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A Savage FOR Toolrack

Build Log

This is a build page about my version of the Savage First Order of Retreivability (FOR) toolrack. What's that, you say? Adam Savage (of Mythbusters, Tested.com, etc.) a while back came up with the idea of FOR to address the problem of smooth work flow in the shop. The idea of FOR is that you shouldn't have to move something out of the way to find the tool you need, and the tools should be in an arrangement that makes them easy to find and put back. No more opening different drawers and rummaging within each one for something. You should be able to just glance over at the tools, grab the one you need, and get to work. Savage's first corollary to FOR was "Drawers are where things go to die!"

Fig. 1

At least part of the problem is better understood by the chart above - way too much time is spent getting the tool you need in order to proceed on the next step in the project. This doesn't apply to me, of course - I've just heard its a problem for others. Really. I'm just asking for a friend.

Having built a nice tool chest, a matched set of "drawers of death" that I do find rather useful, I was skeptical at first. Nevertheless, I admit I know all too well the workflow effect of tools when they are either hidden or not handy, so I thought I would give FOR a try. This webpage is a description of where my FOR toolrack experiment is right now, but I have come to learn that it always will be a work in progress as it adapts to my changing repertoire of projects. I've also learned that having the tool handy not only makes it easier to get, it makes it easier to put back, so you get a double dose of efficiency. That I liked. A place for everything and everything in its place.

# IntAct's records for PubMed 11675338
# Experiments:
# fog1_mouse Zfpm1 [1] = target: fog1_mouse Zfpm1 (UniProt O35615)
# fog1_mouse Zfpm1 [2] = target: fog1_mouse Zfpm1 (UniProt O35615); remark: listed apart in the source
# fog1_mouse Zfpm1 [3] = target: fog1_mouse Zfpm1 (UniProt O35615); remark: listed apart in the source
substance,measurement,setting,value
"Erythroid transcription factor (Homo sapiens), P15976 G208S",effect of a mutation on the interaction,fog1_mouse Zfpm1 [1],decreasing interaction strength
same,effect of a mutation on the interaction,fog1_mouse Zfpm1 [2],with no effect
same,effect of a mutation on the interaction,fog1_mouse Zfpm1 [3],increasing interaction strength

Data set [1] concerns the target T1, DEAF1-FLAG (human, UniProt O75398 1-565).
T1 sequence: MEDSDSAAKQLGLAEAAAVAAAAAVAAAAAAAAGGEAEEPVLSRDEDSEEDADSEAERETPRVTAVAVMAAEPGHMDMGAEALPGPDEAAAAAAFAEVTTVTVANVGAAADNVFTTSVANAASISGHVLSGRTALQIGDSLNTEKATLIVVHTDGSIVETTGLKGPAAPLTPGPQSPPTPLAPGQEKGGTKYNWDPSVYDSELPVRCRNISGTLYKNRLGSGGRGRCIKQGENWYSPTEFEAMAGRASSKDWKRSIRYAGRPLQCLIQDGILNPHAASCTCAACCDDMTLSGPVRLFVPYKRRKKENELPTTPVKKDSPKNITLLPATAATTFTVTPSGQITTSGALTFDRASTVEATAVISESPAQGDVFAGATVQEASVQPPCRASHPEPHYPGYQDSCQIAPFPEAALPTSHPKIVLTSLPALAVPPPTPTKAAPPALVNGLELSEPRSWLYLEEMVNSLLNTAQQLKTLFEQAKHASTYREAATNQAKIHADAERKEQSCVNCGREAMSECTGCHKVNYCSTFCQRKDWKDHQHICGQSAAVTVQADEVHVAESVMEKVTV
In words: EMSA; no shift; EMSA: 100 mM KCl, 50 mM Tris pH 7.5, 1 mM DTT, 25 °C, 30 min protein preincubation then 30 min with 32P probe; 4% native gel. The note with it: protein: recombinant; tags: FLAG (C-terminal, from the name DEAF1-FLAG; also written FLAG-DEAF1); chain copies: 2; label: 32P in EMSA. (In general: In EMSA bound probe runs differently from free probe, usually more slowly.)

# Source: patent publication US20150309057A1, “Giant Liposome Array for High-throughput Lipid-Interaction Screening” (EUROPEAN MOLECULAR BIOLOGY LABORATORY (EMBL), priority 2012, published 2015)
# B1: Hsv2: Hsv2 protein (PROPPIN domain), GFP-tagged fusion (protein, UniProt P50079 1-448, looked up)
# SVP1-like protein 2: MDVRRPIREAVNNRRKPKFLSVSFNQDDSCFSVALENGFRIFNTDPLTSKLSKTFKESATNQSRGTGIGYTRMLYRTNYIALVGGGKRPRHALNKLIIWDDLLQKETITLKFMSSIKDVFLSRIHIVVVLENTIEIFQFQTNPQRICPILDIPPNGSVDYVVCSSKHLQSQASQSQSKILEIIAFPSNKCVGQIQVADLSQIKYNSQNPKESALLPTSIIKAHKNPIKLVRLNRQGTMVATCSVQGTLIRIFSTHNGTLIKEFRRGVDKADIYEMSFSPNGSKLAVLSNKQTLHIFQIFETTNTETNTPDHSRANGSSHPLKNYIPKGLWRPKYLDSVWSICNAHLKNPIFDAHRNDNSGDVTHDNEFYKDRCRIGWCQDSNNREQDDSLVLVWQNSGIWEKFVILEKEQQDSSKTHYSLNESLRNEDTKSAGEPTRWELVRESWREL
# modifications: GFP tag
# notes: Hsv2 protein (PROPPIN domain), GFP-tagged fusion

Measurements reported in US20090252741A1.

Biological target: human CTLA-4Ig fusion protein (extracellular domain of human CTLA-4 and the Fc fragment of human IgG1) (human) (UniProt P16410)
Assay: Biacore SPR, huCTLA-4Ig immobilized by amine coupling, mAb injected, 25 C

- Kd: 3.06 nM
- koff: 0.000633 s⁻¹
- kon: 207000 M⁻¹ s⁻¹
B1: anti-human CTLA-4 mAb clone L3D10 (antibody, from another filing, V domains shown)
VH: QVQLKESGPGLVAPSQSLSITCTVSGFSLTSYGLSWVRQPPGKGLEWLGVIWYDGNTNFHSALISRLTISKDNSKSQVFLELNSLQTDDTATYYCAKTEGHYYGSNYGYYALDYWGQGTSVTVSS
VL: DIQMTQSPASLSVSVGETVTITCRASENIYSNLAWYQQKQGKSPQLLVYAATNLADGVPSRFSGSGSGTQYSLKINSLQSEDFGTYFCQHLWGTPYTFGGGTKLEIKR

Fig. 2

The first step for anyone who makes one of these is to wrestle with which tools they find to be the most important, since these should be the ones closest to you. In my way of thinking, tools that are rarely used can go into drawers or other forms of storage because putting them away won't interfere with the daily flow of work. Which tools get the nod depends on the kind of work being done, so since we don't all build the same things, everyone's idea of the most important tool set is pretty unique.

I cut three 2x4 plywood panels for the sides, bottom, and door, and used scraps for the rest. I started by making the basic rack sides and bottom, pretty much like the one Adam shows off here, and putting it on swivel casters, cutting out shapes on the sides to lighten it a bit as well as grant both visual and physical access from the side.

I found myself agreeing with Adam about having the glue on top, so on the very top I made an open box that holds pens, pencils, and markers as well as glues, glue brushes, nail files and erasers. The first shelf holds a variety of screwdrivers and tweezers. The next shelf has files, scissors, and several other hand tools I use often like a deburring tool, hemostats, nail sets, awl, etc. The third shelf has a full set of both SAE and metric nut drivers and SAE and metric handled hex (aka Allen) wrenches. The last shelf holds larger handled tools like many forms of pliers, vise grips, etc.

The bottom has a power strip in it to provide power for the soldering tools and the battery charger for the black case that contains my cordless drill and impact driver.